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New Principles to Reduce Child Sexual Abuse Risk

A new report seeks to lower the risk in organizational settings.

Luciana C. Assini-Meytin, Ph.D., co-authored this post.

As many as one in four girls, and one in 10 boys, will experience some form of child sexual abuse during their childhood. Most children will experience child sexual abuse victimization in their own home or the home of the person engaging in the harmful behavior. However, child sexual abuse has no boundaries and also happens in organizational settings such as schools, recreational clubs, sports, and religious organizations.

To curb these statistics, we recently partnered with several of the largest and longest operating youth-serving organizations in the U.S. to understand better the child sexual abuse prevention and response efforts that already exist in youth-serving organizations. These organizations gave us unprecedented access to policies, trainings, and codes of conduct that help formalize their child sexual abuse prevention and response efforts. In a study published in the journal Child Abuse & Neglect, we describe such actions and identify that these organizations already implement a majority of recommended best practices.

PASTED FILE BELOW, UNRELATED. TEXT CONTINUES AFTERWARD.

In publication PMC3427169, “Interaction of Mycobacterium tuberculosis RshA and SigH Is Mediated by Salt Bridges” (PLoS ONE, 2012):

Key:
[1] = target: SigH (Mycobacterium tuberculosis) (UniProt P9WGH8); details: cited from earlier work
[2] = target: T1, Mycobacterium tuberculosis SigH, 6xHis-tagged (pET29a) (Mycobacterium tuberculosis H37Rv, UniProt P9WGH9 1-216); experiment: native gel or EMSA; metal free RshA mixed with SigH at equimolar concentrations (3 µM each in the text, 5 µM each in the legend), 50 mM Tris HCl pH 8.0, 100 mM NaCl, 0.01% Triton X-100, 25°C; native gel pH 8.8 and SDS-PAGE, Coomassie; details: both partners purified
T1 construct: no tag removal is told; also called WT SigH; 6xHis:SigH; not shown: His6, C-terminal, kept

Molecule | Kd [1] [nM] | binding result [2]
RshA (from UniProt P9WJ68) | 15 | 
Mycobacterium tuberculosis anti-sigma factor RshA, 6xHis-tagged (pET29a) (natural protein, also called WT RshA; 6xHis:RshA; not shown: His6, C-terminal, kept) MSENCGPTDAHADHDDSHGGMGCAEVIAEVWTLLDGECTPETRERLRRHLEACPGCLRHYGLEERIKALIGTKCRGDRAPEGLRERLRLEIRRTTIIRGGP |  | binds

Informed by this work, we released Preventing Child Sexual Abuse in the Context of National Youth-Serving Organizations, an online Desk Guide offering youth organizations recommendations to bolster policies and practices aimed at preventing child sexual abuse. In particular, our report is designed to provide a guiding framework to help unify organizations’ efforts to keep children safe. In this Desk Guide, we sought to shift focus away from a series of discrete rules to formulate overarching principles to keep children safe. These principles can create individualized protocols to meet youth organizations’ varying missions, risk concerns, and resources.

Our guide, funded by the Bloomberg American Health Initiative, offers eight core principles designed to help youth-serving organizations consistently protect children from sexual abuse:

  1. Make children’s well-being and safety the organization’s highest priority.
  2. Have a systematic approach to child sexual abuse prevention training.
  3. Increase monitoring of adult-child interactions.
  4. Collaborate with children and parents and involve them in key decisions.
  5. Identify safety concerns and generate solutions to specific organizational child sexual abuse safety risks.
  6. Increase organization’s evaluation and accountability of child-safe practices.
  7. Address youth developmentally normative and problem sexual behavior.
  8. Strengthen human resources and management.

Youth-serving organizations do an enormous amount of good for the children they serve, and many have well-crafted, thoughtfully implemented policies for the protection of those children. We are optimistic that this Desk Guide will provide additional help to youth-serving organizations in their efforts to keep children safe.

Click here to read the report.

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